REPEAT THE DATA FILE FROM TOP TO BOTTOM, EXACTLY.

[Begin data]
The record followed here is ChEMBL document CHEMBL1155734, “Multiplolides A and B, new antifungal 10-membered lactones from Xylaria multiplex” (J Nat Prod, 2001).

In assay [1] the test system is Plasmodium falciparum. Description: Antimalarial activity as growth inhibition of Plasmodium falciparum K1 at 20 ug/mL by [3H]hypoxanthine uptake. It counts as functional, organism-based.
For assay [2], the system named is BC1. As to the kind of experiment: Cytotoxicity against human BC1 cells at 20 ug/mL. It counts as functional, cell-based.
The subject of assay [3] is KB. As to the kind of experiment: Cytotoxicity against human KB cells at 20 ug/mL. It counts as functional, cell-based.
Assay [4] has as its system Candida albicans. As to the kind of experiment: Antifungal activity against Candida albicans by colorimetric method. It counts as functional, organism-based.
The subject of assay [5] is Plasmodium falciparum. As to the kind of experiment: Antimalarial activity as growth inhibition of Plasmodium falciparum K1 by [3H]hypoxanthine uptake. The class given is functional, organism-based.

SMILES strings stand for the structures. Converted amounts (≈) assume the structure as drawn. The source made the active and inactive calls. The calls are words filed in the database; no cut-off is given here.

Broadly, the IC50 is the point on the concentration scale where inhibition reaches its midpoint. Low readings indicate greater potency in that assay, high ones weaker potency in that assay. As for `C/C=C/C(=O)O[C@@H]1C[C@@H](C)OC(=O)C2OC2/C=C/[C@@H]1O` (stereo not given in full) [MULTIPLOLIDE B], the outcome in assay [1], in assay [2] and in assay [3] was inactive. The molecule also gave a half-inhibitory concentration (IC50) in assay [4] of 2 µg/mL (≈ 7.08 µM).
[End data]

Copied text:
The record followed here is ChEMBL document CHEMBL1155734, “Multiplolides A and B, new antifungal 10-membered lactones from Xylaria multiplex” (J Nat Prod, 2001).

In assay [1] the test system is Plasmodium falciparum. Description: Antimalarial activity as growth inhibition of Plasmodium falciparum K1 at 20 ug/mL by [3H]hypoxanthine uptake. It counts as functional, organism-based.
For assay [2], the system named is BC1. As to the kind of experiment: Cytotoxicity against human BC1 cells at 20 ug/mL. It counts as functional, cell-based.
The subject of assay [3] is KB. As to the kind of experiment: Cytotoxicity against human KB cells at 20 ug/mL. It counts as functional, cell-based.
Assay [4] has as its system Candida albicans. As to the kind of experiment: Antifungal activity against Candida albicans by colorimetric method. It counts as functional, organism-based.
The subject of assay [5] is Plasmodium falciparum. As to the kind of experiment: Antimalarial activity as growth inhibition of Plasmodium falciparum K1 by [3H]hypoxanthine uptake. The class given is functional, organism-based.

SMILES strings stand for the structures. Converted amounts (≈) assume the structure as drawn. The source made the active and inactive calls. The calls are words filed in the database; no cut-off is given here.

Broadly, the IC50 is the point on the concentration scale where inhibition reaches its midpoint. Low readings indicate greater potency in that assay, high ones weaker potency in that assay. As for `C/C=C/C(=O)O[C@@H]1C[C@@H](C)OC(=O)C2OC2/C=C/[C@@H]1O` (stereo not given in full) [MULTIPLOLIDE B], the outcome in assay [1], in assay [2] and in assay [3] was inactive. The molecule also gave a half-inhibitory concentration (IC50) in assay [4] of 2 µg/mL (≈ 7.08 µM).